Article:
Cafés built on top of water channel in South Jakarta’s Kemang face demolition over flood risk

File photo of flood in Kemang in 2016
File photo of flood in Kemang in 2016

Authorities have turned their focus to a row of buildings in North Kemang, South Jakarta located atop a water channel, which they fear may have been the main cause for annual flooding in the area.

The row consists of five attached shophouses, with two of them functioning as coffee shops, on top of a water channel that connects to the Mampang River. According to an official from the Bangka sub-district, Firdaus Aulawy Rois, the buildings have been around since at least 2007. One of the coffee shops opened four years ago, with its dining area overlooking the not-so-clean waterway.

While they have been around for a while, authorities were only alerted about the shophouses after receiving reports from the public, as many of them raised concerns about how these structures may have triggered flooding in the area over the years. Firdaus said that meetings are being held on the issue, and that findings will be reported to Jakarta Governor Anies Baswedan.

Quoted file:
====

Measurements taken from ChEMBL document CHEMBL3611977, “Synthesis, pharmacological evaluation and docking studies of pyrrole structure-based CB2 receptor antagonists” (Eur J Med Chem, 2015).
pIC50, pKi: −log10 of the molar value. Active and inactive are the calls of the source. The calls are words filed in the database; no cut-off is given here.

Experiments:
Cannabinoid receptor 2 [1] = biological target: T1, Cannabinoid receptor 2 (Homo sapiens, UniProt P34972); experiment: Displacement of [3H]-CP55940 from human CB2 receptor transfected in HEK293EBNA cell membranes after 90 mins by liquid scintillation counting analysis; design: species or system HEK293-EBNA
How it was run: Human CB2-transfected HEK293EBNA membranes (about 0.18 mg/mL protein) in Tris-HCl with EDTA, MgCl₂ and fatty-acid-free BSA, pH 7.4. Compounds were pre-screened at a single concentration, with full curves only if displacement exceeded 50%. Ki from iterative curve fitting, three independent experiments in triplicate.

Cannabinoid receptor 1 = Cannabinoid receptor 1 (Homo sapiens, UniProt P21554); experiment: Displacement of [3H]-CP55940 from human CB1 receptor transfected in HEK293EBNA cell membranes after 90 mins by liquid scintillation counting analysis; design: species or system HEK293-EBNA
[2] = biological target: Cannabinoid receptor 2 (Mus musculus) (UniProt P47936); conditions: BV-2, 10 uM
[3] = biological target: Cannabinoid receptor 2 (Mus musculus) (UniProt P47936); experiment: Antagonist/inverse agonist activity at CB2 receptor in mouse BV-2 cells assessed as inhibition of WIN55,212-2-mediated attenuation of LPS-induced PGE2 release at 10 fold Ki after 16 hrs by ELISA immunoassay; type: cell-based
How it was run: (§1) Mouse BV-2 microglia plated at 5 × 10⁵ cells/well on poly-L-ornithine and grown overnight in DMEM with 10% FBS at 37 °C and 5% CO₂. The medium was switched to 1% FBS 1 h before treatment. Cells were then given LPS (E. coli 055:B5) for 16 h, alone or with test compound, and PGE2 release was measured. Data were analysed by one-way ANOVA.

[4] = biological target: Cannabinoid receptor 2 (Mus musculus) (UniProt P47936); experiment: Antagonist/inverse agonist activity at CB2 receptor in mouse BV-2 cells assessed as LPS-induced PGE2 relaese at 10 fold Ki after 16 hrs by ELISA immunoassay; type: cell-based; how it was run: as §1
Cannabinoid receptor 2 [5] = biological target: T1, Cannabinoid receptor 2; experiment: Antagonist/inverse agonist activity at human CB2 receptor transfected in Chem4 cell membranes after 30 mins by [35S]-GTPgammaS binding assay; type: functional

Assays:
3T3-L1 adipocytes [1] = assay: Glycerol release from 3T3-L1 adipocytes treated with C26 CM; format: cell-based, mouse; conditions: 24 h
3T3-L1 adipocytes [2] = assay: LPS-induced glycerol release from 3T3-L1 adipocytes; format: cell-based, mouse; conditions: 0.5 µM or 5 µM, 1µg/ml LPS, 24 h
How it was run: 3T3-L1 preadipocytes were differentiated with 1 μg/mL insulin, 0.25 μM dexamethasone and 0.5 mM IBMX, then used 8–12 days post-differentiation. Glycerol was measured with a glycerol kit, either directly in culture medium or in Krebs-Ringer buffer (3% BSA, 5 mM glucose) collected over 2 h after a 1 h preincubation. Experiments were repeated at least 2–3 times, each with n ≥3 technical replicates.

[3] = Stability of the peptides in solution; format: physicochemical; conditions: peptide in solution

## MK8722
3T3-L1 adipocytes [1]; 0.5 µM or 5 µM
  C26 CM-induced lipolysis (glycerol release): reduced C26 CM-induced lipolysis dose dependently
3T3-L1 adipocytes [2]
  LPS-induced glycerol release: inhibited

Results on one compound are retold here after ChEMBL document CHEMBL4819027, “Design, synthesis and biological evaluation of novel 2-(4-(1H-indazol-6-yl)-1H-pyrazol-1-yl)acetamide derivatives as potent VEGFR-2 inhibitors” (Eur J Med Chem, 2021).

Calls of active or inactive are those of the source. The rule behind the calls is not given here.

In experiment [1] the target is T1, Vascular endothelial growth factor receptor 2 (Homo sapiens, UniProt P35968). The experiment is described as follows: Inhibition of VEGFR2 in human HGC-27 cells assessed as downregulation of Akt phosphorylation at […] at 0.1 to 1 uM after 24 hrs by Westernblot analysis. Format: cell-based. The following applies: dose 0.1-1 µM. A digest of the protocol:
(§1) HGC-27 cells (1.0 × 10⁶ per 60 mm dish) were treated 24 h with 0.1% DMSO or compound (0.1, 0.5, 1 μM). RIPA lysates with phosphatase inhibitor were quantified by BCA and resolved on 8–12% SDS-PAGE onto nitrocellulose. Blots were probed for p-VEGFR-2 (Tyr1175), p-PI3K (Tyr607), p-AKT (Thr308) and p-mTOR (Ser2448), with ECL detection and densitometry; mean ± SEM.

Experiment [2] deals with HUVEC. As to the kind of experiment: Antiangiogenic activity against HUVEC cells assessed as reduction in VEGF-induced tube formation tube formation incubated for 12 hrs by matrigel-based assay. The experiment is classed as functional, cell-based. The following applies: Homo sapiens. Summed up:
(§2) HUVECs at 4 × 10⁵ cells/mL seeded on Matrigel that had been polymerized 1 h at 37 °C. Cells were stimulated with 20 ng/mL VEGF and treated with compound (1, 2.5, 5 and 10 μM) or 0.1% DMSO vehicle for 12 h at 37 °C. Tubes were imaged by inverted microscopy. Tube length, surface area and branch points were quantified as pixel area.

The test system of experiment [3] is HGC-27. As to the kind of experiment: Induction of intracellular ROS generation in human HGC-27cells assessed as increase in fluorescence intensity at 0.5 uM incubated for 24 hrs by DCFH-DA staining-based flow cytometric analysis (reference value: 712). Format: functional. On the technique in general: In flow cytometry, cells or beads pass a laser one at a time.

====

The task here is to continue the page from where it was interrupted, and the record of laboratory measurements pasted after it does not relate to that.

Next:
“The reports said that [the buildings] have the potential to cause [flooding]. Of course [it will be discussed] in the meeting, other than on-site survey, [to find out] if they really caused the flooding,” Firdaus said yesterday.

On why the buildings have escaped the notice of zoning officials all these years, Mampang district head Djaharuddin said it’s difficult to monitor construction in the area, especially as the buildings are located inside a housing complex.

Previously, the South Jakarta City Government announced that they have begun mapping the buildings and houses that are standing on top of water channels, with the South Jakarta Mayor saying last Friday that they are disrupting water flowing into the river

Authorities have reportedly summoned the buildings’ owners, who will be given an option to demolish the building themselves.

Though Kemang is one of the capital’s hippest hang out spots, it’s prone to flooding whenever the annual rain season rolls around.

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